3. Device management. Being able to know what devices are on your network and what they are up to.

4. Warranty and insurance and who is responsible for the device.  This needs to be clearly communicated with parents.  I have seen miscommunication cause issues here.

5. Teacher preparation.  This can’t be understated.  In every teacher survey we have seen on teacher confidence, points to lack of training and time to play as the top 2 reasons teachers are slow to adopt a BYOD model.

It makes no sense to me that a school will spend over $100 000 on devices and not want to spent 3-5% of that on teacher and student preparation.

[bctt tweet=”It makes no sense that a school will spend over $100k on devices and not want to spend 3-5% of that on teacher and student preparation.” username=”mikereading”]

I’m sure you could come up with a lot more complexities!

How do you manage the complexities and roll out a great BYOD program?

There is no right answer to this.  But there are 3 principles you should follow

1. Stop asking the question ‘What works’

As Dylan Williams rightly points out. “What works?” is rarely the right question, because everything works somewhere, and nothing works everywhere, which is why in education, the right question is, “Under what conditions does this work?”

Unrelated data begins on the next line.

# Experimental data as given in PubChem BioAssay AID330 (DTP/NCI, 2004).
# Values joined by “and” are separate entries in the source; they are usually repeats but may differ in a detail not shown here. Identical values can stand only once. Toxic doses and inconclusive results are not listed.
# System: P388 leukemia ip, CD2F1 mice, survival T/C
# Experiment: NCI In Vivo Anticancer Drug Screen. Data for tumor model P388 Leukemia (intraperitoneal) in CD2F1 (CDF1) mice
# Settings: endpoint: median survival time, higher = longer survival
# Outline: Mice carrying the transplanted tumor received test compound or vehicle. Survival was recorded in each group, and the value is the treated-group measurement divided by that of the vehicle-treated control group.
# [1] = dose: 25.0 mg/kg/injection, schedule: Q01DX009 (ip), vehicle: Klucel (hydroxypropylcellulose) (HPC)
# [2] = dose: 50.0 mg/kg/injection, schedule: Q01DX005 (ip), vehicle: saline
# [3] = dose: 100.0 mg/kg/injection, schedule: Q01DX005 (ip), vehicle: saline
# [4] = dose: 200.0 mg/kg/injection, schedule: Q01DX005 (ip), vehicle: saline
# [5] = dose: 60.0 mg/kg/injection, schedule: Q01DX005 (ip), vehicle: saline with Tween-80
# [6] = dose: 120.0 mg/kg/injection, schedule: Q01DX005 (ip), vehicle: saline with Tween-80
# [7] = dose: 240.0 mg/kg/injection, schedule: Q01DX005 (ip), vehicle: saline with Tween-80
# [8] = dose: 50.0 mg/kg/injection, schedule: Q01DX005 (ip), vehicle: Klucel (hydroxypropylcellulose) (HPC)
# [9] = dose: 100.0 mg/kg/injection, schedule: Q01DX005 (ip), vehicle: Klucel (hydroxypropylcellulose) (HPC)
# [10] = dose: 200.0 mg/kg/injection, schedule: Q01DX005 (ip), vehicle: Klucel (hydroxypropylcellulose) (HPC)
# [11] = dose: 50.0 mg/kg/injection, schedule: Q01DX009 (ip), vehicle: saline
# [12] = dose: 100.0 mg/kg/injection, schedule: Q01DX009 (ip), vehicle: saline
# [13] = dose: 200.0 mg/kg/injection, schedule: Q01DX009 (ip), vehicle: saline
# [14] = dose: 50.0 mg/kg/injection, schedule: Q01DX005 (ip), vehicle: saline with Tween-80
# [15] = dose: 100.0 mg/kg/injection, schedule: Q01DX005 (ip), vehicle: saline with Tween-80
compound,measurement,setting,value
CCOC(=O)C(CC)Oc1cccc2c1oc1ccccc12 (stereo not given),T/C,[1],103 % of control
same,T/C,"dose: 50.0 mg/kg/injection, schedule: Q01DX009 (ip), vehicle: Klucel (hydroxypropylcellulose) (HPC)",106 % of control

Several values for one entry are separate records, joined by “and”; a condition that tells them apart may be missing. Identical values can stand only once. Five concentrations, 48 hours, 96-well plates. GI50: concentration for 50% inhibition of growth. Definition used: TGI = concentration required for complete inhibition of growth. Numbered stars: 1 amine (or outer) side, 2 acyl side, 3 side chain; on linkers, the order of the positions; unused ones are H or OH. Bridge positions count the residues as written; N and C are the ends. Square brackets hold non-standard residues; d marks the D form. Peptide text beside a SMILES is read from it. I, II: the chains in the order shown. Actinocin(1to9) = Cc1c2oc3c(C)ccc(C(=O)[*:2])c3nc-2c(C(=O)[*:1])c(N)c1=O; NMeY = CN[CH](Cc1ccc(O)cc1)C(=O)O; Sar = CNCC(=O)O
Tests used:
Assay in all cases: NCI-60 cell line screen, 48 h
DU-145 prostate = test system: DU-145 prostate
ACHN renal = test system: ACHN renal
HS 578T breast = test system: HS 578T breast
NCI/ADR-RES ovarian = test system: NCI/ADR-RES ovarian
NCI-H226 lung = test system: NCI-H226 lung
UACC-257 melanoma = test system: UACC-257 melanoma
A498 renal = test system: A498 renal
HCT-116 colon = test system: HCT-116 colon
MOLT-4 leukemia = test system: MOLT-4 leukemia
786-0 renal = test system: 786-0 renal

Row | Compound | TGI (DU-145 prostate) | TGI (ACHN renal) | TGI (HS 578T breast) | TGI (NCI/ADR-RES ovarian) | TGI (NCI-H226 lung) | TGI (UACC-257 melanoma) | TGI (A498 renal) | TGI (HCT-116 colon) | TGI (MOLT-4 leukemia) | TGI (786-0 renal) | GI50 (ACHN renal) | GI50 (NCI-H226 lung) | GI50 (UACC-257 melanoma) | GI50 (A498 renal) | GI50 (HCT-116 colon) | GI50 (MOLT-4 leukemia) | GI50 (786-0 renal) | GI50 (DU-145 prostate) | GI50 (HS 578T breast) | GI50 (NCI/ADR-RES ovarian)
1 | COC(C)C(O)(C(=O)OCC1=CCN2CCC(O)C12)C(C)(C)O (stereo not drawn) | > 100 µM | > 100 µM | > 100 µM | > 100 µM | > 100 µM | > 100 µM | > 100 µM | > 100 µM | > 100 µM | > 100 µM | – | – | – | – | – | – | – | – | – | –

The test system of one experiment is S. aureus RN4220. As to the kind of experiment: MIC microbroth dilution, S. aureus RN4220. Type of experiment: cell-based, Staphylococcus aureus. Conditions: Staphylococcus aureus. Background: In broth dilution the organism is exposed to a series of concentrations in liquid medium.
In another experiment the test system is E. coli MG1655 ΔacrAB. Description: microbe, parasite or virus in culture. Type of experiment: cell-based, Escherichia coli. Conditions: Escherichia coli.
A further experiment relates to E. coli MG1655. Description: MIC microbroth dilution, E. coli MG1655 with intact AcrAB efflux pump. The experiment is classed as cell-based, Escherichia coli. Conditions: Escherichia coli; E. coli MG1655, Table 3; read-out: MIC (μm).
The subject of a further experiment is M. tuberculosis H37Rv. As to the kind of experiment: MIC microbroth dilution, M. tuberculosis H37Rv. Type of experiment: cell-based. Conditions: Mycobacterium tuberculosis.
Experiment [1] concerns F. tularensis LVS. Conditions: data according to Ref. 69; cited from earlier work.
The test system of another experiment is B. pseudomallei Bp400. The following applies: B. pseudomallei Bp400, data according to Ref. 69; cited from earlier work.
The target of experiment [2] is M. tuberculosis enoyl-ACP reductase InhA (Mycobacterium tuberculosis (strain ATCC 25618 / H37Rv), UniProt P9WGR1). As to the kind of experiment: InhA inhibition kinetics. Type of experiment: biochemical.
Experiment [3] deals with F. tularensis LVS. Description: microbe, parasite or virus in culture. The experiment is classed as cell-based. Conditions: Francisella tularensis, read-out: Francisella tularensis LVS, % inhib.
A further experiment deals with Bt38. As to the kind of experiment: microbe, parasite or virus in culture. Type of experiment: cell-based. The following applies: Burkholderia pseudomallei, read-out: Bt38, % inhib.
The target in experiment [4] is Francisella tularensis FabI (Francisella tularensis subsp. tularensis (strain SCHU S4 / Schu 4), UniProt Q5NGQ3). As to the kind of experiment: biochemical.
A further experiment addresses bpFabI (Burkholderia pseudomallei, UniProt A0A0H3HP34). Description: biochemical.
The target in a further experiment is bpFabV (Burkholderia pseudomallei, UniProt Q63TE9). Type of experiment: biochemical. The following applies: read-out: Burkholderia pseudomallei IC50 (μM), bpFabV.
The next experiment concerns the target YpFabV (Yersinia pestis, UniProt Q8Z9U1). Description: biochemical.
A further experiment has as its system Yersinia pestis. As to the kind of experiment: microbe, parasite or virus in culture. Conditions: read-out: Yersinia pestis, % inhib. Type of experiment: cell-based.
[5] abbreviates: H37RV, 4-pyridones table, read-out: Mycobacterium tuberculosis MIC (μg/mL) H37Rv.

When you are looking at what other schools are doing, it is better to understand why they are doing something rather than what they are doing.

[bctt tweet=”When looking at #BYOD examples it is better to understand why rather than what.” username=”mikereading”]

The next point explains why.

BYOD in schools what works

2. Solve your own problems & develop your own BYOD solution

Every successful BYOD model I have seen has been developed by the school to address a particular need in their school.  They have taken the time to understand their culture, strengths and weaknesses and have developed a technology plan that meets their needs.

Your BYOD plan has to be unique and purpose built.  This principle is highlighted by the fact that an e-learning leader who develops a successful program in one school is employed by another school to do the same only to have the program fail.

Don't copy someone else's byod plan

There are no quick solutions here.  You need to roll up your sleeves and get to work.

[bctt tweet=”Every successful BYOD model I have seen has been developed by the school to address a particular need in their school.” username=”mikereading”]

Does this mean you can’t borrow ideas for others? Absolutely not, but when you do remember the following principle.

3. Look for principles not programs

Principles are transferable, programs (or strategies) aren’t.

Some principles that you will want to pay attention to:

  • Purchasing and payment options
  • Parent communication and education
  • Teacher PD
  • Student training
  • Curriculum design
  • I.T Infrastructure
  • Devices used
  • Platform (Apple, Google. Microsoft)
  • Policy documents
  • Staff, student, and parent surveys

BYOD principles not models


Our professional learning network has example policy documents, parent communication letters, Staff training videos and more, designed to help you develop a successful BYOD plan.  Click here to find out more.